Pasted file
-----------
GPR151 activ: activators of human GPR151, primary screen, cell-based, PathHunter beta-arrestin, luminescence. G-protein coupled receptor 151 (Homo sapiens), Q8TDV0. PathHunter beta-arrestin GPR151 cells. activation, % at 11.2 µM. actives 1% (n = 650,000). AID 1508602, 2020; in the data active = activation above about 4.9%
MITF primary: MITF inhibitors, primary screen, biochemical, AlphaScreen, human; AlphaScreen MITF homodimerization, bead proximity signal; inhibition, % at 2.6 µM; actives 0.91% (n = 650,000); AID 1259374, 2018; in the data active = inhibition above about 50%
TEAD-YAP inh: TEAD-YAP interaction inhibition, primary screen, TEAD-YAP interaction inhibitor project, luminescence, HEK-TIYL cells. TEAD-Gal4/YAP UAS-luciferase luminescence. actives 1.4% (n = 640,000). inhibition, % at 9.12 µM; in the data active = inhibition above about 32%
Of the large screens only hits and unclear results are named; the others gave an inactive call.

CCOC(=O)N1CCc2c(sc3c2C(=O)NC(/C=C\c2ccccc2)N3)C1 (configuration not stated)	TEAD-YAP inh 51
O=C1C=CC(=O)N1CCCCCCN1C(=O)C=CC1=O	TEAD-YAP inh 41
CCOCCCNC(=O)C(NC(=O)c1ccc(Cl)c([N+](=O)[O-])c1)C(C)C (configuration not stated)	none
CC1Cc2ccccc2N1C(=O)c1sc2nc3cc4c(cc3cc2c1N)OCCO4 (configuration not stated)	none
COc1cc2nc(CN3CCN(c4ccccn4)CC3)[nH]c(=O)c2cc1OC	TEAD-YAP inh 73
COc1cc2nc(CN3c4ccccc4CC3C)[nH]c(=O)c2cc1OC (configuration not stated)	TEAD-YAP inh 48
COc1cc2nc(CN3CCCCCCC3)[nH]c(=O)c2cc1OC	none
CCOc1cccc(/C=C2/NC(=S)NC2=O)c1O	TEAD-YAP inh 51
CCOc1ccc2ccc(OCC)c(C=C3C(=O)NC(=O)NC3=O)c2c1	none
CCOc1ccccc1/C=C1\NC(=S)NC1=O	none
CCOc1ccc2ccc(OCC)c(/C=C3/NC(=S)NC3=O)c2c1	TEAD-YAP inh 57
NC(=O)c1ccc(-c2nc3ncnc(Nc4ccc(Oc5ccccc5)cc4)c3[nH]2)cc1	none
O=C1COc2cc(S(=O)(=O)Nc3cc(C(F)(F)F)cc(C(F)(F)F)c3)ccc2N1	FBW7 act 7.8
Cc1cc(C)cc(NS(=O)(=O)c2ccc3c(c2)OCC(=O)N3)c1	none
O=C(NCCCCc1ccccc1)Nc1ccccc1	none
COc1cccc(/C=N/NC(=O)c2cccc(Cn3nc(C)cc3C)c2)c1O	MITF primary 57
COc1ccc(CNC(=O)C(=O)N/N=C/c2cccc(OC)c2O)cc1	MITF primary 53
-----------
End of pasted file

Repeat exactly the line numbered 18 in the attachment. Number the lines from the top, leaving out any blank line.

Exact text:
Cc1cc(C)cc(NS(=O)(=O)c2ccc3c(c2)OCC(=O)N3)c1	none